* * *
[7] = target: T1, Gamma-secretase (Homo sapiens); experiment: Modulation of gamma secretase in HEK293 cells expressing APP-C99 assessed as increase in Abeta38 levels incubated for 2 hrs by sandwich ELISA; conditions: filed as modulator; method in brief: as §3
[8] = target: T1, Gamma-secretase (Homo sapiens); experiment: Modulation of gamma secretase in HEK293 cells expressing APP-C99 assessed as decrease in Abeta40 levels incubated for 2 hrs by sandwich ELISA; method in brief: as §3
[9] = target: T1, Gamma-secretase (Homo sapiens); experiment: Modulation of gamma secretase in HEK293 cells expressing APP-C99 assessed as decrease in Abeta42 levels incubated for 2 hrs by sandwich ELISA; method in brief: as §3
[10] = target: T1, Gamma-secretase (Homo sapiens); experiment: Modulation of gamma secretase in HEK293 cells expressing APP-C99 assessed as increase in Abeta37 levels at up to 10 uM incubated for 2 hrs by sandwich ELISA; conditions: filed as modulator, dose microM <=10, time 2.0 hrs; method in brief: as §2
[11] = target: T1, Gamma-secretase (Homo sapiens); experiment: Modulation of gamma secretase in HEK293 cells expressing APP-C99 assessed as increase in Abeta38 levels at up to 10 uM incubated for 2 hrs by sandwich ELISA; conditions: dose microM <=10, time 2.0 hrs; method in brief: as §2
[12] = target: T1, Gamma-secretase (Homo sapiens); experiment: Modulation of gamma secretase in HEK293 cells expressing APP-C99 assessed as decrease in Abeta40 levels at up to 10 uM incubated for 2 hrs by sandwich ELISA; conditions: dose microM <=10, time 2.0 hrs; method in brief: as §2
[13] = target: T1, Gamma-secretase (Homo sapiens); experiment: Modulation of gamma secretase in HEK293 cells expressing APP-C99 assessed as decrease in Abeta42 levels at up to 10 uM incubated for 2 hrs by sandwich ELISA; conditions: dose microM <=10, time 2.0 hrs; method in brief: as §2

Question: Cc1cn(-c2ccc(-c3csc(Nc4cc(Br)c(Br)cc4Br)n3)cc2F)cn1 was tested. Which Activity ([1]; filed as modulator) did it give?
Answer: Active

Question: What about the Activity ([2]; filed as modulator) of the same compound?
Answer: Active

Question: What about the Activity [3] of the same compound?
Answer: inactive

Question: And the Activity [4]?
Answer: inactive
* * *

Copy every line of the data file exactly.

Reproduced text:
[7] = target: T1, Gamma-secretase (Homo sapiens); experiment: Modulation of gamma secretase in HEK293 cells expressing APP-C99 assessed as increase in Abeta38 levels incubated for 2 hrs by sandwich ELISA; conditions: filed as modulator; method in brief: as §3
[8] = target: T1, Gamma-secretase (Homo sapiens); experiment: Modulation of gamma secretase in HEK293 cells expressing APP-C99 assessed as decrease in Abeta40 levels incubated for 2 hrs by sandwich ELISA; method in brief: as §3
[9] = target: T1, Gamma-secretase (Homo sapiens); experiment: Modulation of gamma secretase in HEK293 cells expressing APP-C99 assessed as decrease in Abeta42 levels incubated for 2 hrs by sandwich ELISA; method in brief: as §3
[10] = target: T1, Gamma-secretase (Homo sapiens); experiment: Modulation of gamma secretase in HEK293 cells expressing APP-C99 assessed as increase in Abeta37 levels at up to 10 uM incubated for 2 hrs by sandwich ELISA; conditions: filed as modulator, dose microM <=10, time 2.0 hrs; method in brief: as §2
[11] = target: T1, Gamma-secretase (Homo sapiens); experiment: Modulation of gamma secretase in HEK293 cells expressing APP-C99 assessed as increase in Abeta38 levels at up to 10 uM incubated for 2 hrs by sandwich ELISA; conditions: dose microM <=10, time 2.0 hrs; method in brief: as §2
[12] = target: T1, Gamma-secretase (Homo sapiens); experiment: Modulation of gamma secretase in HEK293 cells expressing APP-C99 assessed as decrease in Abeta40 levels at up to 10 uM incubated for 2 hrs by sandwich ELISA; conditions: dose microM <=10, time 2.0 hrs; method in brief: as §2
[13] = target: T1, Gamma-secretase (Homo sapiens); experiment: Modulation of gamma secretase in HEK293 cells expressing APP-C99 assessed as decrease in Abeta42 levels at up to 10 uM incubated for 2 hrs by sandwich ELISA; conditions: dose microM <=10, time 2.0 hrs; method in brief: as §2

Question: Cc1cn(-c2ccc(-c3csc(Nc4cc(Br)c(Br)cc4Br)n3)cc2F)cn1 was tested. Which Activity ([1]; filed as modulator) did it give?
Answer: Active

Question: What about the Activity ([2]; filed as modulator) of the same compound?
Answer: Active

Question: What about the Activity [3] of the same compound?
Answer: inactive

Question: And the Activity [4]?
Answer: inactive